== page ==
Reliance Jio started monetising its services in April this year and according to an OpenSignal report, the telco has shown a 50 percent increase in its network performance. The end of Reliance Jio’s freebies and the start of its paid services is one of the major reasons for the observed increase in 4G speeds on the network, the report said.
Launched last year in September, Jio offered free unlimited calling and data schemes for its subscribers. The OpenSignal report points out that due to Jio’s free offers, over 100 million users subscribed to its services and started competing for the bandwidth that it offered. As a result, Jio users started experiencing slow network speeds and call issues as well. According to OpenSignal, “In April, most of Jio’s freebie plans ended, and customers found themselves paying for their data services. The result: Jio’s speeds have increased — not just increased, they’ve skyrocketed.”
Image credits: OpenSignal
Tracking the average 4G download speeds on Jio’s network, OpenSignal charted a graph over five three-month test periods. Inferences from the graph depict a steady rise in the telco’s 4G download speeds. OpenSignal says that after a small bump in February, Jio’s average 4G speeds fell flat around 4.2 Mbps between the March - April testing period. After the conclusion of free offers, there was a steady rise in the telcos average 4G speed till the end of July. “In the last six months, Jio’s typical 4G download has ballooned from 3.9 Mbps to 5.8 Mbps — that’s almost a 50% increase in speed, which is frankly astonishing,” OpenSignal reported.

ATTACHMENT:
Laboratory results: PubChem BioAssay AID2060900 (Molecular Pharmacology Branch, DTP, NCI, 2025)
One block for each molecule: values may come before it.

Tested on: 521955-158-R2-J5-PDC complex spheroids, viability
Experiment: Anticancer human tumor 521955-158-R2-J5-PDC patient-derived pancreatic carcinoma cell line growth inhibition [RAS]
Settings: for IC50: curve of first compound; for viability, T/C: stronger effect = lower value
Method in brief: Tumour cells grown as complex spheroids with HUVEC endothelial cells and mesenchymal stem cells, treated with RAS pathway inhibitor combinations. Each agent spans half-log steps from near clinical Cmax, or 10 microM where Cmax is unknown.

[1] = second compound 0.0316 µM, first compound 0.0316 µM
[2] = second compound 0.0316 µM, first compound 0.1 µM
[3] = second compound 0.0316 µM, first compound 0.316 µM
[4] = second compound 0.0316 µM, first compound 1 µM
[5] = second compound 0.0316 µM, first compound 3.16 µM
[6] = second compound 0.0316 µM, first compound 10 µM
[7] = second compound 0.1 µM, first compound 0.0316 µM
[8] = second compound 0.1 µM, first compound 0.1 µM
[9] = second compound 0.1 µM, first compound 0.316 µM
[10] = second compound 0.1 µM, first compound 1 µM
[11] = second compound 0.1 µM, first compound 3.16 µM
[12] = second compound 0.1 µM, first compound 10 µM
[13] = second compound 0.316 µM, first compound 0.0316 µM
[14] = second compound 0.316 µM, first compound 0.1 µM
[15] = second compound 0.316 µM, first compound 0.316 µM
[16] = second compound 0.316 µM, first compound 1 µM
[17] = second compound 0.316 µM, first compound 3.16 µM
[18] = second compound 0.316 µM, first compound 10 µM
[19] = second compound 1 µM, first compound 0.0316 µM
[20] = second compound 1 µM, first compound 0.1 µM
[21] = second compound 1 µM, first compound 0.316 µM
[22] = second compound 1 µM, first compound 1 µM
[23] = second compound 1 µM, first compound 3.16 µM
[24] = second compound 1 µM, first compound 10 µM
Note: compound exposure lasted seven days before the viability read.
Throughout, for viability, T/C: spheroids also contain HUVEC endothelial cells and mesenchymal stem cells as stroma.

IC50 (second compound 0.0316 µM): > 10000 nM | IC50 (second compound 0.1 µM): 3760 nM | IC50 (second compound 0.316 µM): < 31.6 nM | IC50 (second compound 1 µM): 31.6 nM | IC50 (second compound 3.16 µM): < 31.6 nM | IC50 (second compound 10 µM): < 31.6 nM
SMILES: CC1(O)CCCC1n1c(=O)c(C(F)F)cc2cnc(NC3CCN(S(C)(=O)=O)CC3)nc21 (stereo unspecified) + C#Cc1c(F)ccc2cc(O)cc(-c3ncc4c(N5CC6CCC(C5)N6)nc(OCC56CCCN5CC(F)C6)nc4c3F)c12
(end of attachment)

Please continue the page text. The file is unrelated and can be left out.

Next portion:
In conclusion, the report says that Jio’s rising network speed could be contributed to a combination of factors and could be due to the upgradation of the telcos network or due to the reason that users are spending data more consciously since they are paying for the services. In a previous OpenSignal report said that Reliance Jio is capable of providing 13 times faster data speeds to its users, but fails to do so because of a high subscriber base choking the network.